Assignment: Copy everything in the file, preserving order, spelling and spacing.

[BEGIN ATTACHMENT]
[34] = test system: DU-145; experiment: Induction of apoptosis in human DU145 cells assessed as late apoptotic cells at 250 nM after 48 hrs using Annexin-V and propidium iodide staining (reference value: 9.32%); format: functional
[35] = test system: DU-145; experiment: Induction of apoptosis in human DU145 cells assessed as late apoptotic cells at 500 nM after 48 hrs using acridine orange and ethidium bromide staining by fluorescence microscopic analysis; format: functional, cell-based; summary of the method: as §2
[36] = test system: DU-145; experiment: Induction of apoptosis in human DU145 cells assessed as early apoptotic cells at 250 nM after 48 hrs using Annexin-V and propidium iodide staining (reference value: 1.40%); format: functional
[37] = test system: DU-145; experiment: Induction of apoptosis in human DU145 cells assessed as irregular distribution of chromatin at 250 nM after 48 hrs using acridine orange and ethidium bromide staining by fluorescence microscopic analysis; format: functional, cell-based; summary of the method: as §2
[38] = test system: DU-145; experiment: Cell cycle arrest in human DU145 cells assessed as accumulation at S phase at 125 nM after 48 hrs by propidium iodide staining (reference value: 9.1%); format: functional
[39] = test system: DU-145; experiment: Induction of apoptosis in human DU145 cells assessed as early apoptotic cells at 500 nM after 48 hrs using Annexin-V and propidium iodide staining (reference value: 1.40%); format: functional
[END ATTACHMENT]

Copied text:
[34] = test system: DU-145; experiment: Induction of apoptosis in human DU145 cells assessed as late apoptotic cells at 250 nM after 48 hrs using Annexin-V and propidium iodide staining (reference value: 9.32%); format: functional
[35] = test system: DU-145; experiment: Induction of apoptosis in human DU145 cells assessed as late apoptotic cells at 500 nM after 48 hrs using acridine orange and ethidium bromide staining by fluorescence microscopic analysis; format: functional, cell-based; summary of the method: as §2
[36] = test system: DU-145; experiment: Induction of apoptosis in human DU145 cells assessed as early apoptotic cells at 250 nM after 48 hrs using Annexin-V and propidium iodide staining (reference value: 1.40%); format: functional
[37] = test system: DU-145; experiment: Induction of apoptosis in human DU145 cells assessed as irregular distribution of chromatin at 250 nM after 48 hrs using acridine orange and ethidium bromide staining by fluorescence microscopic analysis; format: functional, cell-based; summary of the method: as §2
[38] = test system: DU-145; experiment: Cell cycle arrest in human DU145 cells assessed as accumulation at S phase at 125 nM after 48 hrs by propidium iodide staining (reference value: 9.1%); format: functional
[39] = test system: DU-145; experiment: Induction of apoptosis in human DU145 cells assessed as early apoptotic cells at 500 nM after 48 hrs using Annexin-V and propidium iodide staining (reference value: 1.40%); format: functional